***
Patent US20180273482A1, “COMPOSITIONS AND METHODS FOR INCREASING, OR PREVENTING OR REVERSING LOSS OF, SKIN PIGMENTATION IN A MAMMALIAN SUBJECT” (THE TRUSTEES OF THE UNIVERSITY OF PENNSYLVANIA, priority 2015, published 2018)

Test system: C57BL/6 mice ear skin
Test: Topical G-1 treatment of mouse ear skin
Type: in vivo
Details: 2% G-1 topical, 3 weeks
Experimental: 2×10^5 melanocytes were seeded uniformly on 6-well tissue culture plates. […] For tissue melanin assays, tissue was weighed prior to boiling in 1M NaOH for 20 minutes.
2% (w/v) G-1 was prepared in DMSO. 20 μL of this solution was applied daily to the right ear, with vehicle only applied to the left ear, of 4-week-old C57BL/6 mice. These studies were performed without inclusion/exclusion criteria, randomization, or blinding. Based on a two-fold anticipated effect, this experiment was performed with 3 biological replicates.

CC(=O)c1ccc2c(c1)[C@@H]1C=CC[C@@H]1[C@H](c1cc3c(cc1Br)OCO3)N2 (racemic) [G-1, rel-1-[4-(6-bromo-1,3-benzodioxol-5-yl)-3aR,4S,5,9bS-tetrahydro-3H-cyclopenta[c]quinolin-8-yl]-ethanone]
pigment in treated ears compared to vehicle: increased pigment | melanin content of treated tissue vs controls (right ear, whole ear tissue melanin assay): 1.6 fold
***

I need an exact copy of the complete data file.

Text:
Patent US20180273482A1, “COMPOSITIONS AND METHODS FOR INCREASING, OR PREVENTING OR REVERSING LOSS OF, SKIN PIGMENTATION IN A MAMMALIAN SUBJECT” (THE TRUSTEES OF THE UNIVERSITY OF PENNSYLVANIA, priority 2015, published 2018)

Test system: C57BL/6 mice ear skin
Test: Topical G-1 treatment of mouse ear skin
Type: in vivo
Details: 2% G-1 topical, 3 weeks
Experimental: 2×10^5 melanocytes were seeded uniformly on 6-well tissue culture plates. […] For tissue melanin assays, tissue was weighed prior to boiling in 1M NaOH for 20 minutes.
2% (w/v) G-1 was prepared in DMSO. 20 μL of this solution was applied daily to the right ear, with vehicle only applied to the left ear, of 4-week-old C57BL/6 mice. These studies were performed without inclusion/exclusion criteria, randomization, or blinding. Based on a two-fold anticipated effect, this experiment was performed with 3 biological replicates.

CC(=O)c1ccc2c(c1)[C@@H]1C=CC[C@@H]1[C@H](c1cc3c(cc1Br)OCO3)N2 (racemic) [G-1, rel-1-[4-(6-bromo-1,3-benzodioxol-5-yl)-3aR,4S,5,9bS-tetrahydro-3H-cyclopenta[c]quinolin-8-yl]-ethanone]
pigment in treated ears compared to vehicle: increased pigment | melanin content of treated tissue vs controls (right ear, whole ear tissue melanin assay): 1.6 fold